Your dog can be a positive asset to your social life. You will naturally come into contact with other dog owners and immediately have something in common. That’s fine when your dogs can at least tolerate each other’s presence. It becomes more difficult if they can’t!
Dog ownership can have a negative effect on your social activities, if you let it, when it comes to visiting pubs, restaurants etc. and staying in hotels and guest houses. These venues can be difficult for dog owners who want their dogs to accompany them.
This site exists to help with this problem. It does so by publicising as many as possible of the establishments up and down the country where dogs are welcomed.
Catering and accommodation businesses may have several reasons for not accepting dogs. Legal constraints do play a part. They are not insurmountable if the management is willing to make the effort. However not all are. Let’s just take a look at the legalities. Dogs and other animals are never allowed in areas where food is prepared. Well, you probably wouldn’t want to take your pet into the kitchen anyway!
Food must be protected from contamination from any source including animals. is up to The proprietor must be able to demonstrate how that is being achieved. Where food is on display in a public area it may be protected by keeping it covered and out of the reach of dogs and children.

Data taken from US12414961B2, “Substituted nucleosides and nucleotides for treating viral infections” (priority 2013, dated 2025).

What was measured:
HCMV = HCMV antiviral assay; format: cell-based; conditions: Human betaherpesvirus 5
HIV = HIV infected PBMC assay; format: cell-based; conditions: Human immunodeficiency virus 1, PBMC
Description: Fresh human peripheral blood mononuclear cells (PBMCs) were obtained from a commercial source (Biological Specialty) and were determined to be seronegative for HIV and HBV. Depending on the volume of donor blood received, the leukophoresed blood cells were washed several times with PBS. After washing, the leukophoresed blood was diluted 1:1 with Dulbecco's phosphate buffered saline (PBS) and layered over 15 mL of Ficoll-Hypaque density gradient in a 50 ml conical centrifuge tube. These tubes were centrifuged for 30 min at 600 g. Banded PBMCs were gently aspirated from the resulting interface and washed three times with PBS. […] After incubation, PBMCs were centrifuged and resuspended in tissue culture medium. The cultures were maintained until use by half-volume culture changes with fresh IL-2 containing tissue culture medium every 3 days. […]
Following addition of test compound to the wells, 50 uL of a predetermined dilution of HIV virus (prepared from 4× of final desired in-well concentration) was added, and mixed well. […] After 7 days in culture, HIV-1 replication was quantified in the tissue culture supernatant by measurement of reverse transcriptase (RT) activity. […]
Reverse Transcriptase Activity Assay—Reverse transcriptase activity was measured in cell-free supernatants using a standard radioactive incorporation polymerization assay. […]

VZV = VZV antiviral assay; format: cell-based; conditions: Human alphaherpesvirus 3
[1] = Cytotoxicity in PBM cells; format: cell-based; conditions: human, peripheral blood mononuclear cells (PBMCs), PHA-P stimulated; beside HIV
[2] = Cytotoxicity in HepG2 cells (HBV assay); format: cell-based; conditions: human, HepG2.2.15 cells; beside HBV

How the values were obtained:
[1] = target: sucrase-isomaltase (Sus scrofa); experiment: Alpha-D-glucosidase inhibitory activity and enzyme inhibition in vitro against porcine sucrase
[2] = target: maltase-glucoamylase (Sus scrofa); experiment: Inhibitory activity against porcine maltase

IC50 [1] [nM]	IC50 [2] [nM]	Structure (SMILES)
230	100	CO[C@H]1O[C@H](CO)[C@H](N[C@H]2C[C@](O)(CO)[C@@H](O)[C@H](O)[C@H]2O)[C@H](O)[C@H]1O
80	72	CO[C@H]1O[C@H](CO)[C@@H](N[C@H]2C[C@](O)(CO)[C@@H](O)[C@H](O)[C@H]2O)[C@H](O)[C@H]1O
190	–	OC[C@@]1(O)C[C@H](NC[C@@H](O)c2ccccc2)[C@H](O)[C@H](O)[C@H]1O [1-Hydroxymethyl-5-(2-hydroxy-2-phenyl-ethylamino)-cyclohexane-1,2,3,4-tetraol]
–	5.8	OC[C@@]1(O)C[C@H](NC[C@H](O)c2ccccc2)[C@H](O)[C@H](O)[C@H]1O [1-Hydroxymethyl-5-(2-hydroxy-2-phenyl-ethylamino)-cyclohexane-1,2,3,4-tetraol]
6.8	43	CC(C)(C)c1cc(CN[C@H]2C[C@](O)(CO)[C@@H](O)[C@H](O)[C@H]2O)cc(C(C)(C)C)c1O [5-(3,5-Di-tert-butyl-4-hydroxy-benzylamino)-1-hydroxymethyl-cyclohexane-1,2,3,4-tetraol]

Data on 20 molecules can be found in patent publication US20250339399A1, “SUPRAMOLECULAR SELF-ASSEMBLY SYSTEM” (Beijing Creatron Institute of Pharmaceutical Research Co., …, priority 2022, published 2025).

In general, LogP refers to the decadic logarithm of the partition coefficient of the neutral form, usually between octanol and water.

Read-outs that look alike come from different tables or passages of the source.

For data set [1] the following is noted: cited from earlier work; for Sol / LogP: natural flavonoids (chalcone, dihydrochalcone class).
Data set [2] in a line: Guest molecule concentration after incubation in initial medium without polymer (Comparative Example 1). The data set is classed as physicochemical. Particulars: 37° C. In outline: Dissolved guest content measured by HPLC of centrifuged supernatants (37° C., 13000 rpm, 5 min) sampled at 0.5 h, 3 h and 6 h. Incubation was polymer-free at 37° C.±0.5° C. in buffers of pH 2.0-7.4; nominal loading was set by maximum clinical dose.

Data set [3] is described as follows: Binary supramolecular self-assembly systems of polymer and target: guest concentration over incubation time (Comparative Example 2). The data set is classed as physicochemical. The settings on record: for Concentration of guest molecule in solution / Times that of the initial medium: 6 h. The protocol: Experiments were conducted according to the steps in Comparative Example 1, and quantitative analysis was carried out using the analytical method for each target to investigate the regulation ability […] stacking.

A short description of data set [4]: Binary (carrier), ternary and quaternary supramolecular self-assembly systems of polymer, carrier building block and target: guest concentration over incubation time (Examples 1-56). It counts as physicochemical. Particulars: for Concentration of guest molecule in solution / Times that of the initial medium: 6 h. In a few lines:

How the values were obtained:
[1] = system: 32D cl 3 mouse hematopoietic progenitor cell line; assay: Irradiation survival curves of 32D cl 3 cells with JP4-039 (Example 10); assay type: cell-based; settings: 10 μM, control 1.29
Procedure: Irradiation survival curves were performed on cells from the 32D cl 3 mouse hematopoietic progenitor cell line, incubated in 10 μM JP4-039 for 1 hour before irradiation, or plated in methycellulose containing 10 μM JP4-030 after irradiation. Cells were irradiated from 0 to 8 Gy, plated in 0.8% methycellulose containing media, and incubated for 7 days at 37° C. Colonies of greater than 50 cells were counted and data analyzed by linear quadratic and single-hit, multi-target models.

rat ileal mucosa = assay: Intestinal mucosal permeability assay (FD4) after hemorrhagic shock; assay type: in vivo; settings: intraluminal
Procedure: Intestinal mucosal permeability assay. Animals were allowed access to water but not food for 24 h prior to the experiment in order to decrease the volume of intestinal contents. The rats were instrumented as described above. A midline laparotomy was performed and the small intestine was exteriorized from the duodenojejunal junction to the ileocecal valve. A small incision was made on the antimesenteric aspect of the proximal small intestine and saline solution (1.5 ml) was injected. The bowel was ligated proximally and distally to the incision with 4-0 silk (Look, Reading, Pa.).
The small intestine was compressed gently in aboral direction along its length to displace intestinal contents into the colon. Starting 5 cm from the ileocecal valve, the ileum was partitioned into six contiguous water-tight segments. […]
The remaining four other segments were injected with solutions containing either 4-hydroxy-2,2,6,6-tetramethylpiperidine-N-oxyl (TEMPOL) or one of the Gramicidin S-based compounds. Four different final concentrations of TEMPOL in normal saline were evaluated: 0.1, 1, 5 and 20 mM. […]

Proprietors who do wish to be able to welcome dogs onto the premises may choose to set aside a “dog free” area for customers who prefer that. In the same way, hotels may decide to have certain rooms available for guests with dogs and keep the rest for those without.
Apart from the legal requirements, proprietors need to keep their other customers happy. Many people just don’t want to eat in the company of other people’s dogs, even if they have dogs of their own! Banning dogs from the premises is an easy option for proprietors.
In the end a great deal comes down to the way the dogs behave. For example, Assistance dogs cannot be excluded from public areas but they don’t present a problem because they are invariably so well trained and well behaved that most other customers don’t even notice their presence.
There is a lesson there for all of us! Dogs which are well trained and well behaved are more likely to be welcomed than those that jump up on seats and at people and get into fights with other dogs.
This article was provided by freelance copywriter uk, Pete Hopper of Write For You.
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|Saturday, January 18. 2020|